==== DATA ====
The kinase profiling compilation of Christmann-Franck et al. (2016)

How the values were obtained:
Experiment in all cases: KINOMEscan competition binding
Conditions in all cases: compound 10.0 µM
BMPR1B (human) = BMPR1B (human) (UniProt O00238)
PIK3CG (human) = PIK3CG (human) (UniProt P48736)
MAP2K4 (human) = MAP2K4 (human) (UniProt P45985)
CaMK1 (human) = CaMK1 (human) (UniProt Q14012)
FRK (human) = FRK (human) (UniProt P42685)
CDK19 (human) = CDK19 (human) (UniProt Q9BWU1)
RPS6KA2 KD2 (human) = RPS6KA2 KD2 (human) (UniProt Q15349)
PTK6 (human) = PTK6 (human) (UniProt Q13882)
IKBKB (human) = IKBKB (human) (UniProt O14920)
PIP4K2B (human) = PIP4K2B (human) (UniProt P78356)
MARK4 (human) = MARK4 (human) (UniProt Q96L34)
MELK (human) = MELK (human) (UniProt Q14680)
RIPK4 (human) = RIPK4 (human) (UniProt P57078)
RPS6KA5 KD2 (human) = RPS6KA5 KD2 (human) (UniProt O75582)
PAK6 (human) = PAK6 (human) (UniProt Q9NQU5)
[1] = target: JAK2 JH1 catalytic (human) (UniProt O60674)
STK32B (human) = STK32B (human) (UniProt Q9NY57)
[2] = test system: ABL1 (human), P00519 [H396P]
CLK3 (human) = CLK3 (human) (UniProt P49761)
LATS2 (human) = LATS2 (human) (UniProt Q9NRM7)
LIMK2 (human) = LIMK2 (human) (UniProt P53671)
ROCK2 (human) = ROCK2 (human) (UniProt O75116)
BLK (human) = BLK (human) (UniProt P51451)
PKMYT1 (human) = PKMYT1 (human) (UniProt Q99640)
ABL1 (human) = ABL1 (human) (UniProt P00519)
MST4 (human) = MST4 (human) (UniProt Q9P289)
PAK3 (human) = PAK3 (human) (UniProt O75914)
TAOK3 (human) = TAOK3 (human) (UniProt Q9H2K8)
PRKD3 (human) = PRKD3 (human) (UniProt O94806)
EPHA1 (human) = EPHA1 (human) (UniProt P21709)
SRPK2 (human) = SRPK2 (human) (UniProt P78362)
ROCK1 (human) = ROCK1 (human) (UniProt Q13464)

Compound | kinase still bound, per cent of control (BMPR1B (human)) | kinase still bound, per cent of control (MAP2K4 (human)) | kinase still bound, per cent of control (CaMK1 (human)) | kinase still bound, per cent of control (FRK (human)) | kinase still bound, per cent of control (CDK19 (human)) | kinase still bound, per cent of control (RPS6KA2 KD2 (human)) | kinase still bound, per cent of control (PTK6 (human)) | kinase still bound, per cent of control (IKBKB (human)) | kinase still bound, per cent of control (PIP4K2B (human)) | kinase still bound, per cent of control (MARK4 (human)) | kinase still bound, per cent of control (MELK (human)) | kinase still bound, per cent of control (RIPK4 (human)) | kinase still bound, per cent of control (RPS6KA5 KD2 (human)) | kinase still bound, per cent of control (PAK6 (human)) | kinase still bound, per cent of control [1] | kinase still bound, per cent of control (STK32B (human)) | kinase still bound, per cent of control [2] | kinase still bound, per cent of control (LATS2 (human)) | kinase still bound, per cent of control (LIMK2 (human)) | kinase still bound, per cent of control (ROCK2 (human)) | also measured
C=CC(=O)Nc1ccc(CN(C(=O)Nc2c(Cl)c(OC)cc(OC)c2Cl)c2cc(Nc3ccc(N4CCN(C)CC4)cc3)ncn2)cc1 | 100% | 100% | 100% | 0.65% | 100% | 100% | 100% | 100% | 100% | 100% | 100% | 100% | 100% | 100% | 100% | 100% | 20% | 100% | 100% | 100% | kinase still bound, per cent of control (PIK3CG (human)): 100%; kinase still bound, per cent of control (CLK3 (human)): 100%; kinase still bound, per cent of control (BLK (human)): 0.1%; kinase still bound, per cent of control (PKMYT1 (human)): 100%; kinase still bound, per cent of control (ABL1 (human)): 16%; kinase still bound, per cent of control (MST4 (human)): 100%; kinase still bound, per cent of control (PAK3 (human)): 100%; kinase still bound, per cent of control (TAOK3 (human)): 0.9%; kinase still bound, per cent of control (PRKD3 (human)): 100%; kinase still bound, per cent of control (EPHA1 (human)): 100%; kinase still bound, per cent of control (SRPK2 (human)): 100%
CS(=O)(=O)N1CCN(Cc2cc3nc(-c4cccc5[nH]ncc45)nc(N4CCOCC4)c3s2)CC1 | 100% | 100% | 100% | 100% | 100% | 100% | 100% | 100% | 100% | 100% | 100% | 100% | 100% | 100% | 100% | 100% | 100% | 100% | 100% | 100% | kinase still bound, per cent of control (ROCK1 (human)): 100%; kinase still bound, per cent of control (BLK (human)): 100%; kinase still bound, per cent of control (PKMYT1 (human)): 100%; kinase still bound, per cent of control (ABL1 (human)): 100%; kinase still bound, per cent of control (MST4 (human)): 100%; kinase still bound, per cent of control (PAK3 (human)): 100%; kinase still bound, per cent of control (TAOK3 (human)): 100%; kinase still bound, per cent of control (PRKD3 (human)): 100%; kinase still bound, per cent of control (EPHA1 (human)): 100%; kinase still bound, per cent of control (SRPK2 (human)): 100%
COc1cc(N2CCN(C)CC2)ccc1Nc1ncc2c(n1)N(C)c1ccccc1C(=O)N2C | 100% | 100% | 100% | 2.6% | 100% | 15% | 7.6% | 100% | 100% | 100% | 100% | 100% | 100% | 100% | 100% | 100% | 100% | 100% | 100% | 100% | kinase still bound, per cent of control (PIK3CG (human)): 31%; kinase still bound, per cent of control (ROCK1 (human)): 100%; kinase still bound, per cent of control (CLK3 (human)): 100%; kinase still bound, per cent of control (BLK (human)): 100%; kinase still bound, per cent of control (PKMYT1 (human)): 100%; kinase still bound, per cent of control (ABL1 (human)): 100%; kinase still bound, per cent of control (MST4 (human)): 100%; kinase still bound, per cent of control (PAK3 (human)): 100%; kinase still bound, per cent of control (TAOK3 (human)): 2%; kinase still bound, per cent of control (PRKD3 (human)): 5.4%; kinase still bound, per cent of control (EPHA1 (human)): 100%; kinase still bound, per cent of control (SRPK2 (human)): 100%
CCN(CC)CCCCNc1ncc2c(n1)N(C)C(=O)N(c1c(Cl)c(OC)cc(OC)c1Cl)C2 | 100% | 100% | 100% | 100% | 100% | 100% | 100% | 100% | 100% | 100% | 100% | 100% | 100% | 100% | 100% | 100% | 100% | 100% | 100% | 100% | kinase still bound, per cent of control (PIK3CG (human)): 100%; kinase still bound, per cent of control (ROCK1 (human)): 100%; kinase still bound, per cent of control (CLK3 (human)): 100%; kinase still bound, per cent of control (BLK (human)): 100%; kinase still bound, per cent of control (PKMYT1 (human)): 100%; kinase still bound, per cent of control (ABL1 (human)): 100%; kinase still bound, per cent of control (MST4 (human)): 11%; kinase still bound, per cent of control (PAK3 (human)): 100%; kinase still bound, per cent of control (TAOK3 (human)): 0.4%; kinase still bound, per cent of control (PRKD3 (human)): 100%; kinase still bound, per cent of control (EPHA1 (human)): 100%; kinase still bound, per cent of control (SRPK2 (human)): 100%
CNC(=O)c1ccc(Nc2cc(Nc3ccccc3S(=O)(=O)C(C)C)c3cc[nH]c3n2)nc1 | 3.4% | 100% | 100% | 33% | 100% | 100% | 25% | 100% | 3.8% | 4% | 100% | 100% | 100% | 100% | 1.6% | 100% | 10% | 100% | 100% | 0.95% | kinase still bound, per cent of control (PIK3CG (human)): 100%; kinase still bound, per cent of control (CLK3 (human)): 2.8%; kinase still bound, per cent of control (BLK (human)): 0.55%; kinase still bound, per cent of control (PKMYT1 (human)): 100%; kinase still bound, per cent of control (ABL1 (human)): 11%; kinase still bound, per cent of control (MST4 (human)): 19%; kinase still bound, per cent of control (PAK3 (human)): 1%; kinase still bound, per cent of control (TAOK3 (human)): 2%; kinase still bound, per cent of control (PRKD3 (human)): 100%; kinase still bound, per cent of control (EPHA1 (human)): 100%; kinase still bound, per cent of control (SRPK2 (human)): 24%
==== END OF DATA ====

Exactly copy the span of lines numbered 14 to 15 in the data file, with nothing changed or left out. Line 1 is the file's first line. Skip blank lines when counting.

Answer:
PIP4K2B (human) = PIP4K2B (human) (UniProt P78356)
MARK4 (human) = MARK4 (human) (UniProt Q96L34)